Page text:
FAQs about your mail-in ballot
California prepares for vote-by-mail effort
California prepares for vote-by-mail effort
If you’re filling out your mail-in ballot soon, don’t forget to do these things to fill out your ballot correctly:
- According to the Riverside County Registrar of Voters, the county elections office will compare your signature on your ballot envelope to the one on your driver’s license/state ID or the one provided when registering. This is done to protect your vote.
- Use a black ink pen or marker. Do not use red ink.
- Completely fill in the oval next to the name of the candidate you want to vote for. If the oval is not completely filled in, your vote will not count.
Check out this guide for other information on mail-in ballots in California and answers to other frequently asked questions.
Another week of elevated fire risk
Triple-digit temperatures and strong winds are bringing elevated fire risk back to California this week. Last week’s cooler temperatures helped fire crews contain the Zogg Fire and Glass Fire in Northern California. But fire season isn’t over.
“By midweek, we’re actually expecting the wind to increase and the humidity to decrease, and so that trend is actually going to elevate fire risk across much of Northern California,” Cal Fire Assistant Deputy Director Daniel Berland told USA TODAY.
Nine of California’s 20 deadliest wildfires have happened in October.
“October is generally a dry month for us and, unfortunately, if you look at our history, some of our largest fires and most destructive fires have actually happened in October,” Scott L. Stephens, professor of fire science at UC Berkeley, told USA TODAY.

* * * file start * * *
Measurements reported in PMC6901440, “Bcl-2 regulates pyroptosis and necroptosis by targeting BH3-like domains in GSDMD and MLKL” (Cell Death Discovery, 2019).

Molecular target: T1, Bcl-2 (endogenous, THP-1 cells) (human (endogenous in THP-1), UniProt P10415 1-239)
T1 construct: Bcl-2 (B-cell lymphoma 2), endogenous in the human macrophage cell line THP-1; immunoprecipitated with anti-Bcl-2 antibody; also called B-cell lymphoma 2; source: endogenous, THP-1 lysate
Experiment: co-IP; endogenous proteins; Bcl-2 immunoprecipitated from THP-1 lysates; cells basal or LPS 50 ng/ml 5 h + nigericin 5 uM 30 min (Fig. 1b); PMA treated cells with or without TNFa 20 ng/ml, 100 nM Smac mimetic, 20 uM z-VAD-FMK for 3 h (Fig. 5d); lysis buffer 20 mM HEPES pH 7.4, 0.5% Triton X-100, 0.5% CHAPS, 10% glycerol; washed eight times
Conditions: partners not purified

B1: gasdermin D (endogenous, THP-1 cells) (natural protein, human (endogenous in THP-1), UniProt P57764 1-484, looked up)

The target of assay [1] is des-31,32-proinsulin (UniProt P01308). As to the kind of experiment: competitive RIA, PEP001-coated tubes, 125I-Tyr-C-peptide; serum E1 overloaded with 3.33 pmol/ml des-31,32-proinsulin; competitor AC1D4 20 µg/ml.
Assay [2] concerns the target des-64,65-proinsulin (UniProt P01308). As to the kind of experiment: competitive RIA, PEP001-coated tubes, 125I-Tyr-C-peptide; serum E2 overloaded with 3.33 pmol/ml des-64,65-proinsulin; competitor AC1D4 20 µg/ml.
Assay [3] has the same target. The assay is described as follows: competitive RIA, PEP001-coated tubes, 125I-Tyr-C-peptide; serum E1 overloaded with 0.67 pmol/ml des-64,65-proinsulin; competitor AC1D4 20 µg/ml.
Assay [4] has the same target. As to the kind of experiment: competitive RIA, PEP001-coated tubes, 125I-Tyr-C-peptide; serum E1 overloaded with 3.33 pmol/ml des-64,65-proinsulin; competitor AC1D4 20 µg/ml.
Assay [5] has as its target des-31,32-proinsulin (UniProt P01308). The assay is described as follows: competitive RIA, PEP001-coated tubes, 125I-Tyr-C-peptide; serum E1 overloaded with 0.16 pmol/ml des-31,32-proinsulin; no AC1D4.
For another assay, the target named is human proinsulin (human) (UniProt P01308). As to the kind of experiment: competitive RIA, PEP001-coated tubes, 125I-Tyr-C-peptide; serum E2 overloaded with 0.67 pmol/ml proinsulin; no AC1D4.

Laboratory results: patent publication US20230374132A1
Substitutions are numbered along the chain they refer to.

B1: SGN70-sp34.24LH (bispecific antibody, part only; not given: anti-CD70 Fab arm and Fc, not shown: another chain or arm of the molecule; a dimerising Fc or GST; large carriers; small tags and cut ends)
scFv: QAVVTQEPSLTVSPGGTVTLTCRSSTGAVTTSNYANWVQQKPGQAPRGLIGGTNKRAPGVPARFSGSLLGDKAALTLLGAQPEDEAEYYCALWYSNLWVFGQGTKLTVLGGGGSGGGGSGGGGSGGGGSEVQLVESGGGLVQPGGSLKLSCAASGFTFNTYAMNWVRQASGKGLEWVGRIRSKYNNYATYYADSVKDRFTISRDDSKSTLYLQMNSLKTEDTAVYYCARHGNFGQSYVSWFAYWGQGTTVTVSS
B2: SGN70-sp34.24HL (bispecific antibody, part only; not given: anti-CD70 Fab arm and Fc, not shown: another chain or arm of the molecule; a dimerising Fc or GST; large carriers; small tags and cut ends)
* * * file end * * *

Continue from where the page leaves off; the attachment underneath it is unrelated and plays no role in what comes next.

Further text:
Parents pay $100 per hour for private tutors; Redding megachurch hosted an in-person worship conference
Some parents are paying $100 per hour for private tutors to supplement distance learning, which both increases demand and widens inequities. The Los Angeles Unified School District is attempting to bridge this gap through a pilot tutoring program that pairs students with volunteer tutors.
Bethel Church, a megachurch with approximately 11,000 members in Redding, hosted an in-person worship conference amid a COVID-19 outbreak at the church’s School of Supernatural Ministry. As of Tuesday, the school had 274 coronavirus cases. The church hosted a two-plus day worship conference for 325 people starting on Sept. 30.
In California is a roundup of news from across USA Today network newsrooms. Also contributing: Los Angeles Times, Associated Press.
Source: USA Today